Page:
US Wants Unity Show Over Irag

Bush seeks to bolster crucial Soviet support of UN action against invasion of Kuwait. BUSH-GORBACHEV SUMMIT

PRESIDENT Bush's one-day get-together this Sunday with Soviet President Mikhail Gorbachev is a low-risk venture with maximum public-relations potential. Bush administration officials have been delighted over the Kremlin's support for the United States-led drive against Iraq's invasion of Kuwait. In the UN Security Council, the Soviets have voted with the US in five resolutions against Iraq, including one allowing military enforcement of the economic blockade. Moscow has also cut its arms shipments to Iraq.

But even if this weekend's spur-of-the-moment meeting in Helsinki produces little more than a photo opportunity and another joint superpower statement against Iraq's actions, that in and of itself will show something to Iraqi President Saddam Hussein.

``The Iraqis spent a lot of time getting the superpowers lined up with them'' during their war with Iran, says a Middle East expert at the State Department. ``So the sight of Bush and Gorbachev working together against them will mean all the more.''

The meeting, say US officials and other informed observers, is also intended to ensure that the US and Soviets maintain their cooperation, the backbone of the international consensus against Iraq. Bush expects a briefing from Gorbachev on his discussion with Iraqi Foreign Minister Tareq Aziz, who made a pre-summit trip to Moscow Wednesday that was initiated by the Iraqis. US officials, however, stress that any mediation role Moscow might be able to play - given its close ties with Iraq - would not be between the US and Iraq, but between Iraq and the world community.

On Capitol Hill, congressmen are looking to the administration's stated intention to maintain a long-term military presence in the Persian Gulf, and wondering how this will fit into the new superpower dynamic.

``We're going to have some tough times ahead of us,'' Sen. Richard Lugar (R) of Indiana told reporters Wednesday on his return from the Gulf region.

``There have to be channels of decisionmaking, and this [summit meeting] is a very good conversation as to what the Soviets find tolerable and what we may need to ask them to do. For example, if we're attacked, if we have hostages that are attacked in Iraq and we respond, are the Soviets going to back us?

One point of contention that remains between the US and Soviet Union on Iraq is the continued presence of at least 193 Soviet military advisers in Iraq. In questioning on Capitol Hill both Tuesday and Wednesday, Secretary of State James Baker III fielded complaints from congressmen that the Soviets appeared to be ``having it both ways'' with Iraq, lining up publicly with the global consensus against Saddam Hussein while playing a supporting role inside that country.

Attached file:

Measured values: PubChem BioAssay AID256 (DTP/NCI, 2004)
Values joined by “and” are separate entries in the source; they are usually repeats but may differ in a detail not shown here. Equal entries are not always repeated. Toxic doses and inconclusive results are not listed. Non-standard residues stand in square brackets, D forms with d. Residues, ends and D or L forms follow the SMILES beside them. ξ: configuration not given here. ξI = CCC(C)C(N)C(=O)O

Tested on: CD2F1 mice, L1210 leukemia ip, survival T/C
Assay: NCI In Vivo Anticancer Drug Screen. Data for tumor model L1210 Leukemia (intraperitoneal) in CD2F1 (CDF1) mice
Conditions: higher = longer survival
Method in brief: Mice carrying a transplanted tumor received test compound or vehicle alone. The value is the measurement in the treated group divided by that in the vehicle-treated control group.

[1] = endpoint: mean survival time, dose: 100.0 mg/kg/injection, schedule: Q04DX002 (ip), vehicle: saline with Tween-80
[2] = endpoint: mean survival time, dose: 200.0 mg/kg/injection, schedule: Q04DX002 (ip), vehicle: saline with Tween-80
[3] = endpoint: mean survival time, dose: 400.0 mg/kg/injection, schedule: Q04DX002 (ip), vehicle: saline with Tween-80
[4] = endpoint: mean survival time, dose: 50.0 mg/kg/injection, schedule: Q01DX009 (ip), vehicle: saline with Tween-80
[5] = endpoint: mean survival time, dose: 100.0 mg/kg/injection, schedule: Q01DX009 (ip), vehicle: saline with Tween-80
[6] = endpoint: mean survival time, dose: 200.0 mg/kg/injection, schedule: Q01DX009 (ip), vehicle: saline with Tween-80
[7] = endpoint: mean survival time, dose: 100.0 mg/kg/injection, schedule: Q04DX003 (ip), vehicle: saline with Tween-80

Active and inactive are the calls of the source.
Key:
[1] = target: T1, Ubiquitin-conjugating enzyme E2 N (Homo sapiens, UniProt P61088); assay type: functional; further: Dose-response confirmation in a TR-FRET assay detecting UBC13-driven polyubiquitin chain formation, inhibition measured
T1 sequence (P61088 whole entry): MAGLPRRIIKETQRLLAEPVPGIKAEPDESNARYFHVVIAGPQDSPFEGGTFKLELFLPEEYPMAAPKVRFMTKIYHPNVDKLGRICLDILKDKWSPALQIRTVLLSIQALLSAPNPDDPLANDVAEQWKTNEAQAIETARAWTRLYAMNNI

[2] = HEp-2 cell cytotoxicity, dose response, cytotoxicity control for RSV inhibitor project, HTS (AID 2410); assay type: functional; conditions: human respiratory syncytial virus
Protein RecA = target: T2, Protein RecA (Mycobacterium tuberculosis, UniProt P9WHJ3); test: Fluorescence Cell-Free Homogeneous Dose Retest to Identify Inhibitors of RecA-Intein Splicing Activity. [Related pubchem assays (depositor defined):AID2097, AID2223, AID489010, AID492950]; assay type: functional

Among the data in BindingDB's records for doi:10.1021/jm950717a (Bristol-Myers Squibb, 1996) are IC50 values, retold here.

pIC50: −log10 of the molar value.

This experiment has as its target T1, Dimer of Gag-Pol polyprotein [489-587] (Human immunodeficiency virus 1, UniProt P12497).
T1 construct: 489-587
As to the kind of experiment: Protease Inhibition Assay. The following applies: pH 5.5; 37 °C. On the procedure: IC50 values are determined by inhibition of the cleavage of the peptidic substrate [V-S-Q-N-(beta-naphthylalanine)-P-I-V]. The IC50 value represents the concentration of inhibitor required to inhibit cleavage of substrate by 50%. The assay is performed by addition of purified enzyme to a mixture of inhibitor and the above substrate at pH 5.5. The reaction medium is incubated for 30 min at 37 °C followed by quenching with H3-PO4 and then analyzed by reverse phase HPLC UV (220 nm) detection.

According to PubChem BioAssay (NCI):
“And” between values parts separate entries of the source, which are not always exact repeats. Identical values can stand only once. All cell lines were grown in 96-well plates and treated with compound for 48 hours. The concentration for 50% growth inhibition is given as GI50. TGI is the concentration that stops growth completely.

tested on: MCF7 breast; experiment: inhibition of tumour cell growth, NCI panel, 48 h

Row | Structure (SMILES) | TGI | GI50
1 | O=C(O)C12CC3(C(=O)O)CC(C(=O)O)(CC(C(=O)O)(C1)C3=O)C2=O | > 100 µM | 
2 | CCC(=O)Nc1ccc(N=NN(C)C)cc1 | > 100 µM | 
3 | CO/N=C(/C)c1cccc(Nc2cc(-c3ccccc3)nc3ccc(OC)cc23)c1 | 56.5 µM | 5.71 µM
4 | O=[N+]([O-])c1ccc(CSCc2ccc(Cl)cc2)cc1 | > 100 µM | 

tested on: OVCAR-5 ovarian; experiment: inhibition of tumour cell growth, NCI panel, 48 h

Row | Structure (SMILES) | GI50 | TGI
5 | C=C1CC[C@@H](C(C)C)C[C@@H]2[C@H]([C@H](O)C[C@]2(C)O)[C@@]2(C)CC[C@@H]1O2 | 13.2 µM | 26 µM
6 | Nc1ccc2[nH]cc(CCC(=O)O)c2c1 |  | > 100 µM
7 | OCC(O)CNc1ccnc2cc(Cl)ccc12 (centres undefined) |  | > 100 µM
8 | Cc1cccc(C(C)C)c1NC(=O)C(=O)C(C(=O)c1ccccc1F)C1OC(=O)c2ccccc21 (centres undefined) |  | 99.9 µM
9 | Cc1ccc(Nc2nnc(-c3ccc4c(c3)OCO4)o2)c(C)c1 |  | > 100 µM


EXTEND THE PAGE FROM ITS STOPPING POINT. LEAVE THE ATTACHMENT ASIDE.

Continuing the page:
Secretary Baker said he had asked the Soviets, in his frequent discussions with Soviet Foreign Minister Eduard Shevardnadze, to remove the advisers. The Soviet response is that the advisers ``will remain until their contracts expire.'' Baker will seek clarification on the matter in Helsinki.

Mark Katz, a specialist on Soviet policy in the Middle East at George Mason University, says that if the Soviets announced the advisers were being withdrawn, ``the assumption is they would be interned'' by the Iraqis. He rejects suggestions that the advisers, who work as trainers and technicians on the Soviet-made materiel Iraq relies on, played an active part in the invasion of Kuwait.

Mr. Katz also agrees with US officials who say they believe the Soviets did not know in advance that Iraq intended to invade Kuwait, despite the presence of 1,000 military advisers in Iraq before the invasion. Likewise, he does not think the continued presence of Soviets in Iraq would be that useful as a source of intelligence on the thinking inside the Iraqi government that the Soviets could share with the US.

``Saddam's regime is very tightly controlled,'' says Katz. ``The Soviets don't have access to policymaking people.''

However, one thing Bush could ask the Soviet government to do, Katz continues, is to speak ``in one voice'' about the international efforts against Iraq. Some Soviet conservatives have been criticizing the US military buildup in Saudi Arabia, though in recent days Soviet officials have been weighing in with a defense of the US action.

In Helsinki, Bush can also ask Gorbachev to help tighten the economic sanctions against Iraq by pressuring its friends, such as Libya and Yemen, Katz suggests.

Though this Sunday's mini-summit will focus largely on events in the Gulf, other issues will come up in the agenda-less meeting. The talks on conventional forces in Europe will be raised, says presidential spokesman Marlin Fitzwater, in an effort to give them a boost. The agreement must be ready before a summit of the 35-nation Conference on Security and Cooperation in Europe, tentatively scheduled for the end of this year, can be held.

The two leaders will also discuss the Soviet Union's rapidly unraveling economy and the latest plan for reform. In point of fact, Gorbachev is getting a financial windfall in much-needed hard currency from the Gulf crisis; for every dollar increase in the price of a barrel of oil, the Soviet Union gets an additional $1 billion annually for its oil exports.

But Gorbachev's desire to be a team player in the world community - keeping him in the good graces of the Western financial powerhouses that can aid and advise his country - clearly outweighs any net financial gain Iraq's invasion of Kuwait has given the Soviet Union.

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